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Resale/trade in value of discontinued cars

I’ve been looking at Oldsmobile Aleros. But, they’re discontinued vehicles, and I’m concerned about the resale/trade in value of the car by the time we plan to upgrade, say in 2014. What’s your advice?

Are you aware that this vehicle went out of production in 2004?
Are you aware that the Alero is listed by Consumer Reports as a “Used Car to Avoid”, based on its below-average reliability?
Are you aware that this design was rated “poor” by NHTSA for passenger protection in a crash?

If you manage to locate a 2004 Alero in good condition, its book value is probably no more than $6,000.00, and I suspect that it would likely sell for less than that amount. In another 5 years, it will have a book value of–at best–less than $1,000.00, but that would be true for many low-end cars that are 10 years old.

If you can find an Alero in good condition, and if it can be verified by your mechanic to be in good mechanical order, then it might be a decent car to buy. However, any 10 year old car will have limited resale value in 2014, and the Olds will probably be more limited in value than most.

This is not an investment, and should be considered only for what it is–low-cost transportation.

Olds Aleros haven’t been “new” cars for years, the lastest models were around 2004. You are looking at a car that has already taken the initial depreciation hit. In 2014 it will be 10+ years old. How much value do you expect it to have?

You are going to get an Olds Alero at a good price now. Don’t worry about the resale value in 2014. If resale value is a big deal then pay the big bucks now for a Honda or Toyota.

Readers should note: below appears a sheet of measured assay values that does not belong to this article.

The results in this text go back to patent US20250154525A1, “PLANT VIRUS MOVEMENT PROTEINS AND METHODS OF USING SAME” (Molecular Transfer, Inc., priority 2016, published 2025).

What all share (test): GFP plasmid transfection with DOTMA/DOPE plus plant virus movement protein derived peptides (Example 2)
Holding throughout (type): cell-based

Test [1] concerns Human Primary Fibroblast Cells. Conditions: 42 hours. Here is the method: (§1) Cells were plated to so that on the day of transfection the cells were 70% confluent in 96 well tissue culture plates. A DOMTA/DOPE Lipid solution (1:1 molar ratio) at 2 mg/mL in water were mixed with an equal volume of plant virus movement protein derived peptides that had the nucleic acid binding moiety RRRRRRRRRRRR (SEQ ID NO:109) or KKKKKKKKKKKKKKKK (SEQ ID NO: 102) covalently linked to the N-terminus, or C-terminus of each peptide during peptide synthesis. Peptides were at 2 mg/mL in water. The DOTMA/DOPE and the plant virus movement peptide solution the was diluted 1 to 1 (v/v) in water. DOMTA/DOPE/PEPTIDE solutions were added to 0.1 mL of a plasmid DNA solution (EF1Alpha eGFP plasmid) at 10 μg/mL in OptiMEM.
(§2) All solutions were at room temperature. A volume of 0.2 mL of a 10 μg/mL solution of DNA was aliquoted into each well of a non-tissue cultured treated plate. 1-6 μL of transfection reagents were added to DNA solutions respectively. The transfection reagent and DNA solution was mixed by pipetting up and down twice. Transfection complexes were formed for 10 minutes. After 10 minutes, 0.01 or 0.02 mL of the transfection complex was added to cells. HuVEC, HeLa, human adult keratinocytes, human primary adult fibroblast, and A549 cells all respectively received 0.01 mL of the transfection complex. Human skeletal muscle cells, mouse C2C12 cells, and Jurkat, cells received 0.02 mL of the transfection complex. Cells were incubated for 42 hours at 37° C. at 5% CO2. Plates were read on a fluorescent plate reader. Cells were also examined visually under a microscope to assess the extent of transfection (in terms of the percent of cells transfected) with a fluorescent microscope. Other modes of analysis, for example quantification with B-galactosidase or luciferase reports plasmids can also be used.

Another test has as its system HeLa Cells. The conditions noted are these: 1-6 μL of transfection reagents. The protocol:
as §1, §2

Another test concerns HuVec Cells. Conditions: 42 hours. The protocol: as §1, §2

In his book “What You Should Know About Cars”, the late Tom McCahill (automotive writer for Mechanix Illustrated), suggested that it was better to purchase an unpopular new car when it became a used car. The original owner took the hosing and you might as well be the person to reap the benefits. Of course, the reverse is true when you buy a new car. You want a car that will hold its value if you plan to trade every two to four years.

The 1959 and 1960 Edsels had the same engines and drive trains as the Fords of the same model years. The 1959 and 1960 DeSotos were essentially the lower line Chryslers. People who bought used Edsels and DeSotos in the early 1960’s had cars for which parts and service were readily available, but paid much less than they would have paid for an equivalent Ford or Chrysler. The Oldsmobile Aleros share drivetrains with other GM models that are still produced. If you find a good one, you might as well take advantage of the high depreciation suffered by the former owner. After a car is more than six years old or so, it doesn’t have loan value. There is a big drop in resale price and new car dealers most often send cars of this age to the auction house because the dealer can’t finance the car. Even the newest of the Oldsmobile Alero cars soon won’t have a loan value.

One more thought on orphan cars: a 1960 Edsel was really a Ford and the engines used in the Edsel was manufactured by Ford for a long time. On the other hand, my first car was a 1947 Pontiac. It had an inline 6 cylinder flat head engine. I bought the car in 1962. Pontiac quit producing an inline flathead engine after 1954 and the 6 cylinder had not been very popular for a long time before 1954. I had to really scrounge to find parts for this car, even though Pontiacs were still being produced.